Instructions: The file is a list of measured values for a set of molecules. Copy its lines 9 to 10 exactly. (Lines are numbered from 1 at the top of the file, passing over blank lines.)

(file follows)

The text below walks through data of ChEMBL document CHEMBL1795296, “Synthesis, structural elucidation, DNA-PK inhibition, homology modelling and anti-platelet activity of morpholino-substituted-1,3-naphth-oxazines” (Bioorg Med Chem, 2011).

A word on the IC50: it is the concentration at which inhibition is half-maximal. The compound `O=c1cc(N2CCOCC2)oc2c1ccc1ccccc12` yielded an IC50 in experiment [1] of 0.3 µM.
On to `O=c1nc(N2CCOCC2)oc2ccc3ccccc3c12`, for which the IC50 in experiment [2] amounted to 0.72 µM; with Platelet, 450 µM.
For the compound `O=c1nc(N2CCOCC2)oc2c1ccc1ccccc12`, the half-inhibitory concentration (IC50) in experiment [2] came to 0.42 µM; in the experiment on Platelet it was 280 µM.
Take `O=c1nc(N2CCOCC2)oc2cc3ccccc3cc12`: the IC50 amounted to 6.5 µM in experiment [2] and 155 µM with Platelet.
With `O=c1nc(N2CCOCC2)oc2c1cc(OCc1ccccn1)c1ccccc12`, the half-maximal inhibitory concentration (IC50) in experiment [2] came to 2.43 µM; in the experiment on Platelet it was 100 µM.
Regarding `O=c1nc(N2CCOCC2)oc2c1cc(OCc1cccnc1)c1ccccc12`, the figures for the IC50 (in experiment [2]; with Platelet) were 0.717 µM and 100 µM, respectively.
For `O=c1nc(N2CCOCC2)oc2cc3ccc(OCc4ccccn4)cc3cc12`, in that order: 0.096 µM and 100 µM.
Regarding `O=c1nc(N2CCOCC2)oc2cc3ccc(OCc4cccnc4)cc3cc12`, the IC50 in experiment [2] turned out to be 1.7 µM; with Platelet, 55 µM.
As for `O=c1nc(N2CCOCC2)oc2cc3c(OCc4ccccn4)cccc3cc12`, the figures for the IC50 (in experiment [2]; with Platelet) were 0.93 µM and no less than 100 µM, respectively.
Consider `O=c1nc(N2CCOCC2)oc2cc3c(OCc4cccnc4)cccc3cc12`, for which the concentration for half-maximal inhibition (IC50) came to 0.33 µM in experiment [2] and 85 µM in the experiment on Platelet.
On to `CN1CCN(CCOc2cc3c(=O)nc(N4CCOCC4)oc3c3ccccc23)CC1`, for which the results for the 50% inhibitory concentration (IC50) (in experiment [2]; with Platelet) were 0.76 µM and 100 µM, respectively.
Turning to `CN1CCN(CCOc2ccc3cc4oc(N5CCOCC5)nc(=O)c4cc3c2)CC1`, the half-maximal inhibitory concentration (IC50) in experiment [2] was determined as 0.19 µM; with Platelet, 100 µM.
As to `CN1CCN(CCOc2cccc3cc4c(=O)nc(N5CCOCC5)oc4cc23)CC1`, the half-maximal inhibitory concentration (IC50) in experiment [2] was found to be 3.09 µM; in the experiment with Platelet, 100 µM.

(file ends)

Regarding `O=c1nc(N2CCOCC2)oc2cc3ccc(OCc4cccnc4)cc3cc12`, the IC50 in experiment [2] turned out to be 1.7 µM; with Platelet, 55 µM.
As for `O=c1nc(N2CCOCC2)oc2cc3c(OCc4ccccn4)cccc3cc12`, the figures for the IC50 (in experiment [2]; with Platelet) were 0.93 µM and no less than 100 µM, respectively.